Redbourn original motorway service area - but it was never built. This means it is probably the motorway network's longest-running planning dispute.
Service Area Number 1
Full details: The Original Five
When the M1 was being designed, five potential motorway services were identified, with Redbourn being the southernmost of them all and numbered first in all the paperwork. It was also the most popular site when potential operators were consulted.
Objections from local residents meant the Ministry were unable to purchase the land at Redbourn. With the motorway about to open, they couldn't become entangled in a planning dispute, so had to continue with services at Watford Gap, Newport Pagnell and an disappointing gap at the southern end. At the time, operators were told Redbourn was not being pursued but could be planned again if necessary.
With those two services heavily overcrowded, Redbourn again couldn't step up to the mark quick enough, so the back-up site at Toddington was built instead, even though Toddington was too far north. Pepperstock, and many other locations, were looked at too.
When the M1 was extended from J5 to today's J1, the issue of the lack of services at the southern end was brought up again, and again Redbourn was overlooked, this time in favour of Scratchwood.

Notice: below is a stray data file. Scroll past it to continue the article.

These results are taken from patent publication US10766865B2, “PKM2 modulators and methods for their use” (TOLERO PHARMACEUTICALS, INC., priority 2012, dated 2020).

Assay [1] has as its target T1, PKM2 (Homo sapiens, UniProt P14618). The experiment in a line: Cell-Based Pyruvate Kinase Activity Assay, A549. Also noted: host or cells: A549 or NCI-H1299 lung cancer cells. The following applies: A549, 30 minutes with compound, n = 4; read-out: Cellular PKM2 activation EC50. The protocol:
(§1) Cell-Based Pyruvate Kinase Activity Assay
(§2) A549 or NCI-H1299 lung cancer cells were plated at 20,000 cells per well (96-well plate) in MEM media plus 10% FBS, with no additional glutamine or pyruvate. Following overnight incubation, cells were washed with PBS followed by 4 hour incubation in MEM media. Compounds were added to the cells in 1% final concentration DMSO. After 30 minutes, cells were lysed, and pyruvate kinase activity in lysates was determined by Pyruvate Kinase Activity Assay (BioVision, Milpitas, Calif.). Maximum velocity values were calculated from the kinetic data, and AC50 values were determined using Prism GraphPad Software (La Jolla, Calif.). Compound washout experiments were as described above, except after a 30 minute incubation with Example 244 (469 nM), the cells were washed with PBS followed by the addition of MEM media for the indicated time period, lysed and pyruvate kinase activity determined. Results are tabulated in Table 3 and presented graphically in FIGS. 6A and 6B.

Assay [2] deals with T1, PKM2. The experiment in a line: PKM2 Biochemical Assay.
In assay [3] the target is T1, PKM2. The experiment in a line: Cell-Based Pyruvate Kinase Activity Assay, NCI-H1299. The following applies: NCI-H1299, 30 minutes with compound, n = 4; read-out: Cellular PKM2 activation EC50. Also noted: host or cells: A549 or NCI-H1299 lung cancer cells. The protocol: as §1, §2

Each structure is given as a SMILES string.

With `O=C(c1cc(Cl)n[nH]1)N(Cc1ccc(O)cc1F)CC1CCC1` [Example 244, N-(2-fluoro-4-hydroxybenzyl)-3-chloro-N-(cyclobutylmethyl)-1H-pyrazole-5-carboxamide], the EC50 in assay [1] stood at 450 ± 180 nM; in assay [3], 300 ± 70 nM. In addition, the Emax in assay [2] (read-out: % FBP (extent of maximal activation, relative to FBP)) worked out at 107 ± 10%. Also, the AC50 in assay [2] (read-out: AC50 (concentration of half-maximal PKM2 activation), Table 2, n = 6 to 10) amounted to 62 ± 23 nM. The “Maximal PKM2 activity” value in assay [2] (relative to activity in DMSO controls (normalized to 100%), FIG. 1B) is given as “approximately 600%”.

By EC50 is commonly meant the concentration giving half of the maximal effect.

As traffic levels have picked up, the emergency/temporary solutions reached have proven to be insufficient. When private firms were allowed to propose their own developments privately, this became a lucrative location.
A service station was proposed here in 1996 by Hallam Land Management. It was refused because the land is green belt, too close to M1 J8, too close to the M1 itself (at the time widening the road from three lanes to four lanes was only being discussed, and wouldn't be possible as the services' plans stood), too close to a settlement and interrupted too many rights of way.
The decision was appealed in 1997. The developer's argument was that the nearest service station to the south-west was almost 70 miles away, while services to the north were operating at full capacity. However, the appeal was rejected as more items of local history which would be impacted by the site were highlighted.
As is characteristic for their services, Extra wanted to build a service area at J9 of the M1, in the north-east quadrant. The plans were made in 1997, appealed in 1999 and were rejected because the junction would have needed a large-scale upgrade. There is also a small service area here.